The Sound of a Dying Star

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Scientists imagine the scream of a star as it gets shredded by a black hole.

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As a star lay dying: The Egg Nebula, running out of nuclear fuel (NASA)

When a star gets consumed by a black hole ... what, exactly, does that sound like? 

Well, nothing, officially: There's no sound in space.

But what would it sound like? Would it whine, or howl, or moan, or scream? John Miller, a professor of astronomy at the University of Michigan, and his team recently documented a star being shredded by a massive black hole, and speculated on the sound that would result from that exchange. It went like this: A star -- "perhaps about the mass of our sun, perhaps less," Miller told CNN's Libby Lewis -- wandered too close to the black hole sitting at the center of its galaxy. And when that wandering takes place "in just the right way," Miller says, the star can get pulled, fairly violently, into the black hole.

As that happened in this case, the star emitted light that was in turn captured by satellite telescopes. The result was music to an astronomer's ears: data. An entire spreadsheet full of data.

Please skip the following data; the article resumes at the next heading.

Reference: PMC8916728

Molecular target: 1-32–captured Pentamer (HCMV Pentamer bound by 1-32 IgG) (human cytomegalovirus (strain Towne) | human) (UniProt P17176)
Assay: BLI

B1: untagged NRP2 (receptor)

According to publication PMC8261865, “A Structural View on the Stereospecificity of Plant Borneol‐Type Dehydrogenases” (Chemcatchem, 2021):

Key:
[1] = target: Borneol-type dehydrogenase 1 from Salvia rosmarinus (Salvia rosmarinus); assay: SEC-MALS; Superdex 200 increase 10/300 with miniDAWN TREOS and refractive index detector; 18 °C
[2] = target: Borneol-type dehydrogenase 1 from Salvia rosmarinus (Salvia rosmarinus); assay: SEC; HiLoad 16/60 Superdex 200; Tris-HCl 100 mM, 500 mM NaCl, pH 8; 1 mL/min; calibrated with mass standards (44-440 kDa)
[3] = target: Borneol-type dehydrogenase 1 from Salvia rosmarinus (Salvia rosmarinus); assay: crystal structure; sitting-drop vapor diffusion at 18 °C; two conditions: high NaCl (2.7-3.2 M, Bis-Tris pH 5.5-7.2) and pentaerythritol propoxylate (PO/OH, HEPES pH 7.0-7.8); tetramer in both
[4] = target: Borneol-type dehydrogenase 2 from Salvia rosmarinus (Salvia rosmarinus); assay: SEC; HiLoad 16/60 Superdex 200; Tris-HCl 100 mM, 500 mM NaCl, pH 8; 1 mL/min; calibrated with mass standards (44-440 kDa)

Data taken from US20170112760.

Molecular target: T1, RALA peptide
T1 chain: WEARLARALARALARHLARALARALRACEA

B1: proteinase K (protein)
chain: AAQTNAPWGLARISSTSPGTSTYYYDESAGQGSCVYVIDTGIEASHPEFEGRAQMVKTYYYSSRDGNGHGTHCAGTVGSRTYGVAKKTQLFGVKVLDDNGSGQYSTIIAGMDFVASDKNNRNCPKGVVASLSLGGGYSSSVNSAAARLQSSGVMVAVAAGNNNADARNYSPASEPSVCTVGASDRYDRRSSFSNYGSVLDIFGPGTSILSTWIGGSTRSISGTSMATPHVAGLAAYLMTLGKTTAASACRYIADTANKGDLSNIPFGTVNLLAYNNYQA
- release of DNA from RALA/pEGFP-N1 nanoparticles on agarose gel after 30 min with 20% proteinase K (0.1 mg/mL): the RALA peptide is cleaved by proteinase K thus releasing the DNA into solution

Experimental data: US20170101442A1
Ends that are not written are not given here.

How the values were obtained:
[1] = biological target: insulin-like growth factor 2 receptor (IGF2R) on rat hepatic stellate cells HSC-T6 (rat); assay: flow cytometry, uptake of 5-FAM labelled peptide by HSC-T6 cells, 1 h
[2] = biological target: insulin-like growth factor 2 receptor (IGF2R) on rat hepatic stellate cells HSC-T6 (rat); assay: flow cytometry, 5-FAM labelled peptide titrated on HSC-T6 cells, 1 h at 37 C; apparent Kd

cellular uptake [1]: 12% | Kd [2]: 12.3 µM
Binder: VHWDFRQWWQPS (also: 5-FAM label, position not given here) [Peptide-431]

Miller and his team detected clear patterns in the numbers that resulted -- a pattern, he says, that might resemble what you'd see if you were to chart light being manipulated by a rheostat. "What we did in this case was to look at the light that we got from this event as a function of time," Miller explains. And they wanted to find a way to illustrate the numbers that resulted -- in other words, to bring their findings to life. "We decided that maybe a music analogy would work," he says. 

So Miller and his team correlated the light's frequencies with musical notes. "We saw a peak in the wave ... once every 200 seconds. And so the frequency of those light variations would be, we think, something like a D-sharp -- about 16 octaves off of the middle of the piano keyboard."

Miller and Lewis, in the discussion below, worked together with a synthesizer to translate the cosmic patterns for human ears. A true rendering, they point out, is beyond the range of human aural capacity; the recording below, however, gives an idea of the dying star's otherworldly whine. 

(Scroll ahead to minute 4:00 to hear the sound alone.)

The sound of a dying star by CNN


Via It's Okay to Be Smart

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Megan Garber is a staff writer at The Atlantic. She was formerly an assistant editor at the Nieman Journalism Lab, where she wrote about innovations in the media.

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